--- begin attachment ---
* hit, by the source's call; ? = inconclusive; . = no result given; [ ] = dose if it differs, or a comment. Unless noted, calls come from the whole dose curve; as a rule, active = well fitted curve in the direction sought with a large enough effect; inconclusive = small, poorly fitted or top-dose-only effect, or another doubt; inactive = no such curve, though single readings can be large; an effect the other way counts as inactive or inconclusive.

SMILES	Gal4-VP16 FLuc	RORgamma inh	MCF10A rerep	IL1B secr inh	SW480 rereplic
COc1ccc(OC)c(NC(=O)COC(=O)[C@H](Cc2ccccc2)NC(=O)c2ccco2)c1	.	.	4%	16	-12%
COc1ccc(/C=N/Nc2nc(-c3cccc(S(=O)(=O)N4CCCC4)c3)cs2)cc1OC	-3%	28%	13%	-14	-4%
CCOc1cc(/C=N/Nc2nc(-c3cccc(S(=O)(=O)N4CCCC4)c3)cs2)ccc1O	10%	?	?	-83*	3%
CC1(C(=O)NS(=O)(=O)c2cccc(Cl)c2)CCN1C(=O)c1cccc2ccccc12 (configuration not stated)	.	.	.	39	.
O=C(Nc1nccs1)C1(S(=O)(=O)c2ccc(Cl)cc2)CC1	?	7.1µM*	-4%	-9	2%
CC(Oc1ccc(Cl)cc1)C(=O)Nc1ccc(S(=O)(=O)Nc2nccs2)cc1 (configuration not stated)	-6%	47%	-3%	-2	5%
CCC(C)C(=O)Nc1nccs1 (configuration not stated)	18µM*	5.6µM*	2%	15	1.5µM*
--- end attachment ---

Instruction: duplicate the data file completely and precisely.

* hit, by the source's call; ? = inconclusive; . = no result given; [ ] = dose if it differs, or a comment. Unless noted, calls come from the whole dose curve; as a rule, active = well fitted curve in the direction sought with a large enough effect; inconclusive = small, poorly fitted or top-dose-only effect, or another doubt; inactive = no such curve, though single readings can be large; an effect the other way counts as inactive or inconclusive.

SMILES	Gal4-VP16 FLuc	RORgamma inh	MCF10A rerep	IL1B secr inh	SW480 rereplic
COc1ccc(OC)c(NC(=O)COC(=O)[C@H](Cc2ccccc2)NC(=O)c2ccco2)c1	.	.	4%	16	-12%
COc1ccc(/C=N/Nc2nc(-c3cccc(S(=O)(=O)N4CCCC4)c3)cs2)cc1OC	-3%	28%	13%	-14	-4%
CCOc1cc(/C=N/Nc2nc(-c3cccc(S(=O)(=O)N4CCCC4)c3)cs2)ccc1O	10%	?	?	-83*	3%
CC1(C(=O)NS(=O)(=O)c2cccc(Cl)c2)CCN1C(=O)c1cccc2ccccc12 (configuration not stated)	.	.	.	39	.
O=C(Nc1nccs1)C1(S(=O)(=O)c2ccc(Cl)cc2)CC1	?	7.1µM*	-4%	-9	2%
CC(Oc1ccc(Cl)cc1)C(=O)Nc1ccc(S(=O)(=O)Nc2nccs2)cc1 (configuration not stated)	-6%	47%	-3%	-2	5%
CCC(C)C(=O)Nc1nccs1 (configuration not stated)	18µM*	5.6µM*	2%	15	1.5µM*